“Trump is the unquestioned leader of the free world, and we must not accept anyone harming him,” said Ayoub Kara last week.
URIEL SINAI/GETTY IMAGES
As anger mounted in Israel last week over President Donald Trump’s ― and Prime Minister Benjamin Netanyahu’s ― response to the white supremacist violence in Charlottesville, Virginia, the country’s communications minister urged Israelis to prioritize their support for Trump over their denunciation of neo-Nazis.
Speaking to The Jerusalem Post on Thursday, Ayoub Kara, who was handpicked for his ministerial role by Netanyahu in May, said that Israel must defend Trump, who he described as the “best U.S. leader Israel has ever had.”
“Due to the terrific relations with the U.S., we need to put the declarations about the Nazis in the proper proportion,” said Kara, who is a member of the Druze community, a non-Jewish minority in Israel. “We need to condemn anti-Semitism and any trace of Nazism, and I will do what I can as a minister to stop its spread. But Trump is the best U.S. leader Israel has ever had. His relations with the prime minister of Israel are wonderful, and after enduring the terrible years of Obama, Trump is the unquestioned leader of the free world, and we must not accept anyone harming him.”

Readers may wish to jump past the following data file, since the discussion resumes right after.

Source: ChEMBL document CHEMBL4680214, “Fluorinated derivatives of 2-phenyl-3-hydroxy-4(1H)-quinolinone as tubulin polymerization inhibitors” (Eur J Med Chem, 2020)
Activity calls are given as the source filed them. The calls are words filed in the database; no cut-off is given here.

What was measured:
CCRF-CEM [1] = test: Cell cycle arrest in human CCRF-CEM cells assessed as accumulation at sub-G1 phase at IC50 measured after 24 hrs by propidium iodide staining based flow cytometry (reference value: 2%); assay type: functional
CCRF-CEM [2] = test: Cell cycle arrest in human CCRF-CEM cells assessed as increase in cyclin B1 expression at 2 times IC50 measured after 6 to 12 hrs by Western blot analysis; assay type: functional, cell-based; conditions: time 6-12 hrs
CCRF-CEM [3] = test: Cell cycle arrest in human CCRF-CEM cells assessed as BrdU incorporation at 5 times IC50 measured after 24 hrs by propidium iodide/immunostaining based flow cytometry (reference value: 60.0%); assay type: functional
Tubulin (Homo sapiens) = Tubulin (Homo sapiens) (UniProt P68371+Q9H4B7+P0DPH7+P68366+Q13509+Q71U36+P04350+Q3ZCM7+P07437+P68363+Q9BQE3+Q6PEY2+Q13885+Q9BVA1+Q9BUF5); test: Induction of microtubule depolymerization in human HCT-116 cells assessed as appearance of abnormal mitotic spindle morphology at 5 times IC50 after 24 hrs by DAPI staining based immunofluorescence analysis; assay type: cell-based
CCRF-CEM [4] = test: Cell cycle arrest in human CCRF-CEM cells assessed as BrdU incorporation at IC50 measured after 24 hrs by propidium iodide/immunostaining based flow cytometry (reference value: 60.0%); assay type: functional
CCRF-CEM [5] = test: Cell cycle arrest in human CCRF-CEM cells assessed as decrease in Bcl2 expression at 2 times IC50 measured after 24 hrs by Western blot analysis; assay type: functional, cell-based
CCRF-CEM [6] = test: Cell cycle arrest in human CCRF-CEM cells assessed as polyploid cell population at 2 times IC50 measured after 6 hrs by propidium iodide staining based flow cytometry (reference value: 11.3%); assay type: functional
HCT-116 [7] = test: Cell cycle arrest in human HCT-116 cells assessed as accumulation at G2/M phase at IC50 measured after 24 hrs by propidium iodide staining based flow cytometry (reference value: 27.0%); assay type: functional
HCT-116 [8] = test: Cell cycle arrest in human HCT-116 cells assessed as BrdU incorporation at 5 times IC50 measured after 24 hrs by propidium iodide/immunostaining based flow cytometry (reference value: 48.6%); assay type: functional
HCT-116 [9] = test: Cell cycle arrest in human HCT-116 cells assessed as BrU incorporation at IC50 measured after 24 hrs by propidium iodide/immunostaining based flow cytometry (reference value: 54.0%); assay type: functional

Kara’s comments were made on the same day as the publication of several front-page stories in Israeli newspapers deploring Trump’s Charlottesville comments and Netanyahu’s lack of response to them. Yedioth Ahronoth, a popular Hebrew newspaper, had a photo of Trump on its front page with a single word: “SHAME.”
“Trump defends neo-Nazi marchers, shocking America,” read Haaretz’s front page. Ma’ariv, another popular Hebrew newspaper, bore the headline “Presidential embrace of the far-right,” accompanying a photograph of Trump.
Trump has come under fire for saying that “many sides” were to blame for the deadly Charlottesville demonstrations and that there were “very fine people on both sides.”
Netanyahu has similarly been censured in Israel for his tepid response to the white supremacist demonstrations. The Israeli prime minister posted a non-specific tweet conveying outrage at “expressions of anti-Semitism, neo-Nazism and racism,” but he did so only three days after the rally occurred.
He has also not responded to Trump’s comments ― to the chagrin of many Israeli politicians and commentators.
“The man has lost any semblance of a moral compass,” Stav Shaffir, an opposition lawmaker, wrote of Netanyahu in a Haaretz op-ed this week.
Though the prime minister has mostly kept his silence, his son, Yair Netanyahu, made headlines last week for his own take on Charlottesville. Echoing Trump in a post on Facebook, Yair appeared to equate what he referred to as neo-Nazi “scum” with leftist “thugs of Antifa and [Black Lives Matter].”
“To put things in perspective. I’m a Jew, I’m an Israeli, the neo nazis scums in Virginia hate me and my country. But they belong to the past. Their breed is dying out,” the 26-year-old said. “However the thugs of Antifa and BLM who hate my country (and America too in my view) just as much are getting stronger and stronger and becoming super dominant in American universities and public life.”